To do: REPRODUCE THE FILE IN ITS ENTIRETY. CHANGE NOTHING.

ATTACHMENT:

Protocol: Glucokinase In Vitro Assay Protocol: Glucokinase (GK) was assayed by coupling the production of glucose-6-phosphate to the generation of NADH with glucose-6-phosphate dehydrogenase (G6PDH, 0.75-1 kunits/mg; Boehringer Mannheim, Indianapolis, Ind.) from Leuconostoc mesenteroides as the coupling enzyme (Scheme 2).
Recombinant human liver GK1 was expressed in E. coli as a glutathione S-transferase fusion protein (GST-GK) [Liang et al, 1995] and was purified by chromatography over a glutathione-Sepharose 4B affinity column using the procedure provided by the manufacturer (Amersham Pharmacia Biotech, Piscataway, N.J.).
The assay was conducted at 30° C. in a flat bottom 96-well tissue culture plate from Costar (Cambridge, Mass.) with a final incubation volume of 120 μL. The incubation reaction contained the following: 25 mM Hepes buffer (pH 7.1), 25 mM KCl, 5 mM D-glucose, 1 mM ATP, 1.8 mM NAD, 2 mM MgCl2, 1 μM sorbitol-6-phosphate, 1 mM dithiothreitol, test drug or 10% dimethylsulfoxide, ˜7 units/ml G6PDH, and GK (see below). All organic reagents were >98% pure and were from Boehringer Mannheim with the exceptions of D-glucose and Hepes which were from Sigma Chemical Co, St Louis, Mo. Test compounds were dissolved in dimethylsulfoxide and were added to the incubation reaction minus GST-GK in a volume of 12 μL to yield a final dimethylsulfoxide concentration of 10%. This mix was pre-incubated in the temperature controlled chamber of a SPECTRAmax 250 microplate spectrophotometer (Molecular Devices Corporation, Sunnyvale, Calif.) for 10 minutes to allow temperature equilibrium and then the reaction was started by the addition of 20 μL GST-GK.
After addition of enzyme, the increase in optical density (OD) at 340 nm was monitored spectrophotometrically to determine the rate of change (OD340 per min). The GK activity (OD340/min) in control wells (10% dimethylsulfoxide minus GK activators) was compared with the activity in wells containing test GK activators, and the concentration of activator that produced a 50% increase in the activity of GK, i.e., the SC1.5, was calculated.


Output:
Protocol: Glucokinase In Vitro Assay Protocol: Glucokinase (GK) was assayed by coupling the production of glucose-6-phosphate to the generation of NADH with glucose-6-phosphate dehydrogenase (G6PDH, 0.75-1 kunits/mg; Boehringer Mannheim, Indianapolis, Ind.) from Leuconostoc mesenteroides as the coupling enzyme (Scheme 2).
Recombinant human liver GK1 was expressed in E. coli as a glutathione S-transferase fusion protein (GST-GK) [Liang et al, 1995] and was purified by chromatography over a glutathione-Sepharose 4B affinity column using the procedure provided by the manufacturer (Amersham Pharmacia Biotech, Piscataway, N.J.).
The assay was conducted at 30° C. in a flat bottom 96-well tissue culture plate from Costar (Cambridge, Mass.) with a final incubation volume of 120 μL. The incubation reaction contained the following: 25 mM Hepes buffer (pH 7.1), 25 mM KCl, 5 mM D-glucose, 1 mM ATP, 1.8 mM NAD, 2 mM MgCl2, 1 μM sorbitol-6-phosphate, 1 mM dithiothreitol, test drug or 10% dimethylsulfoxide, ˜7 units/ml G6PDH, and GK (see below). All organic reagents were >98% pure and were from Boehringer Mannheim with the exceptions of D-glucose and Hepes which were from Sigma Chemical Co, St Louis, Mo. Test compounds were dissolved in dimethylsulfoxide and were added to the incubation reaction minus GST-GK in a volume of 12 μL to yield a final dimethylsulfoxide concentration of 10%. This mix was pre-incubated in the temperature controlled chamber of a SPECTRAmax 250 microplate spectrophotometer (Molecular Devices Corporation, Sunnyvale, Calif.) for 10 minutes to allow temperature equilibrium and then the reaction was started by the addition of 20 μL GST-GK.
After addition of enzyme, the increase in optical density (OD) at 340 nm was monitored spectrophotometrically to determine the rate of change (OD340 per min). The GK activity (OD340/min) in control wells (10% dimethylsulfoxide minus GK activators) was compared with the activity in wells containing test GK activators, and the concentration of activator that produced a 50% increase in the activity of GK, i.e., the SC1.5, was calculated.